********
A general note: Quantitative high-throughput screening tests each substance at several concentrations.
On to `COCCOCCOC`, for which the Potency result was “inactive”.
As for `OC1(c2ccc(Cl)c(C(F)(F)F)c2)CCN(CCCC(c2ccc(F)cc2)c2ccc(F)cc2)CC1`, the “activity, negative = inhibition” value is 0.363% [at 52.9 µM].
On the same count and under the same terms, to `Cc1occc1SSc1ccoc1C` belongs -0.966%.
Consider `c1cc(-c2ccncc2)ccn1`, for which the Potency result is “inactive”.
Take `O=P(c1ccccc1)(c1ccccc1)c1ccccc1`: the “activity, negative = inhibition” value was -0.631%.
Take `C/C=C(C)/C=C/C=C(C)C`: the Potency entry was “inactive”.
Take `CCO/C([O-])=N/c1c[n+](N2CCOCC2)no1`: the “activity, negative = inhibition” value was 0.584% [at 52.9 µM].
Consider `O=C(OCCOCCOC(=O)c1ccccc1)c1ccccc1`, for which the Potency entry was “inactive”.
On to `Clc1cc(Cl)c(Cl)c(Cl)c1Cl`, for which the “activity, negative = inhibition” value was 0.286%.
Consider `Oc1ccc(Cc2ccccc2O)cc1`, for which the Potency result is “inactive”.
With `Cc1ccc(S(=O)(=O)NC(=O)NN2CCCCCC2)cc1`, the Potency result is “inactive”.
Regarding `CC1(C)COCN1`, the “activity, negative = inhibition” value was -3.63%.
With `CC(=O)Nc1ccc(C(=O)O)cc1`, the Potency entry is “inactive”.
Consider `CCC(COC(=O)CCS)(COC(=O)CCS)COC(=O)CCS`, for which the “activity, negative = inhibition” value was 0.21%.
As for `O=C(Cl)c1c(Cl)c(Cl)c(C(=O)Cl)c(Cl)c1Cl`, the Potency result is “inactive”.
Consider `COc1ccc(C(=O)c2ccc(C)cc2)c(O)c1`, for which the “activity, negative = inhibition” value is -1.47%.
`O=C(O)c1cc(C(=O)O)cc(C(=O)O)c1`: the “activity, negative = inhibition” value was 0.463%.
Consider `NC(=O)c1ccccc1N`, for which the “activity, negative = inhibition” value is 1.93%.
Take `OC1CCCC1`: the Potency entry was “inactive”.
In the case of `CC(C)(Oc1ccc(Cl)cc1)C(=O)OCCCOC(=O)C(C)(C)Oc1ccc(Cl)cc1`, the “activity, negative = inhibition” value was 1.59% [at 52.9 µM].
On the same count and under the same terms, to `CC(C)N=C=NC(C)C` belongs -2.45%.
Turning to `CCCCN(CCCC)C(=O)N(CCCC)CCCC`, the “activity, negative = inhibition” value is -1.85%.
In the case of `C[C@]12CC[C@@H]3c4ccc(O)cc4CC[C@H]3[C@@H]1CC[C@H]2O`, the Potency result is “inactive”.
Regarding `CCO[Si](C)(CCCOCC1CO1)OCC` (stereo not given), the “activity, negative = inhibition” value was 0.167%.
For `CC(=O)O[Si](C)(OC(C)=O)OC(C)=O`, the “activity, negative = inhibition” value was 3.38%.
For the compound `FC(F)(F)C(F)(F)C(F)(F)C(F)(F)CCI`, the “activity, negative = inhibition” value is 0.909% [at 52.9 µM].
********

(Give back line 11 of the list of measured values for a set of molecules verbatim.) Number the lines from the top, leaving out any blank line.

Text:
Consider `Oc1ccc(Cc2ccccc2O)cc1`, for which the Potency result is “inactive”.